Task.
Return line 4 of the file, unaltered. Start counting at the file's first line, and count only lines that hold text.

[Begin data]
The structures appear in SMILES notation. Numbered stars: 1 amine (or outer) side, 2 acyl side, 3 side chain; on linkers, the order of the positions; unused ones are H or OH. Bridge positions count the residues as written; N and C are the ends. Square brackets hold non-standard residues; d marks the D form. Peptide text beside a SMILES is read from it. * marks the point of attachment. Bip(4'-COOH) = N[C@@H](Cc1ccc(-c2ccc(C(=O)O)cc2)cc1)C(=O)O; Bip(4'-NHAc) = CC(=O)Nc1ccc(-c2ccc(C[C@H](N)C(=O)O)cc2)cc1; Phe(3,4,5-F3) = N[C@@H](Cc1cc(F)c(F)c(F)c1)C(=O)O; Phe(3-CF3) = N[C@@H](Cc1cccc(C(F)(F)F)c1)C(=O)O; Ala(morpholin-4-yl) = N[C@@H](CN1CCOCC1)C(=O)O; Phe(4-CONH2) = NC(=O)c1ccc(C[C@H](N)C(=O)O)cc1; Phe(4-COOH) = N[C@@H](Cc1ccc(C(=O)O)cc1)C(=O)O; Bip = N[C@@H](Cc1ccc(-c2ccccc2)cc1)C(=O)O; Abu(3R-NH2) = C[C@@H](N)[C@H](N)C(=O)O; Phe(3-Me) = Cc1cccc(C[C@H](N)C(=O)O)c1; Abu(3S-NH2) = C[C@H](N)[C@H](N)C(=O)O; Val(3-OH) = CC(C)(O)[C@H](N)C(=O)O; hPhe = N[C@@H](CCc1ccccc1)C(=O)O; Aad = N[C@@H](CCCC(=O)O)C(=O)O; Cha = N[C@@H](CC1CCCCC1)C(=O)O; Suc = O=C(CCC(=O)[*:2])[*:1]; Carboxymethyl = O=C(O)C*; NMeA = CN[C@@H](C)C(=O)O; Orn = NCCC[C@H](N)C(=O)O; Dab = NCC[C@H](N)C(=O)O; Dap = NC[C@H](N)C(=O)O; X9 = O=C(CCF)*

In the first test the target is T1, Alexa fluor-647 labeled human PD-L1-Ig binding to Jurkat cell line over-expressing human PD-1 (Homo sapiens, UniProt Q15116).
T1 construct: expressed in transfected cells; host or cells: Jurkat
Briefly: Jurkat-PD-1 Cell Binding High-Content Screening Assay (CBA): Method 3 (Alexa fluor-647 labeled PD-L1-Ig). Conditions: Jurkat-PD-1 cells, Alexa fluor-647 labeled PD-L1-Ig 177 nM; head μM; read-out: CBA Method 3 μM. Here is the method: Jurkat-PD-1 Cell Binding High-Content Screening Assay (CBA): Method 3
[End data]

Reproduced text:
Briefly: Jurkat-PD-1 Cell Binding High-Content Screening Assay (CBA): Method 3 (Alexa fluor-647 labeled PD-L1-Ig). Conditions: Jurkat-PD-1 cells, Alexa fluor-647 labeled PD-L1-Ig 177 nM; head μM; read-out: CBA Method 3 μM. Here is the method: Jurkat-PD-1 Cell Binding High-Content Screening Assay (CBA): Method 3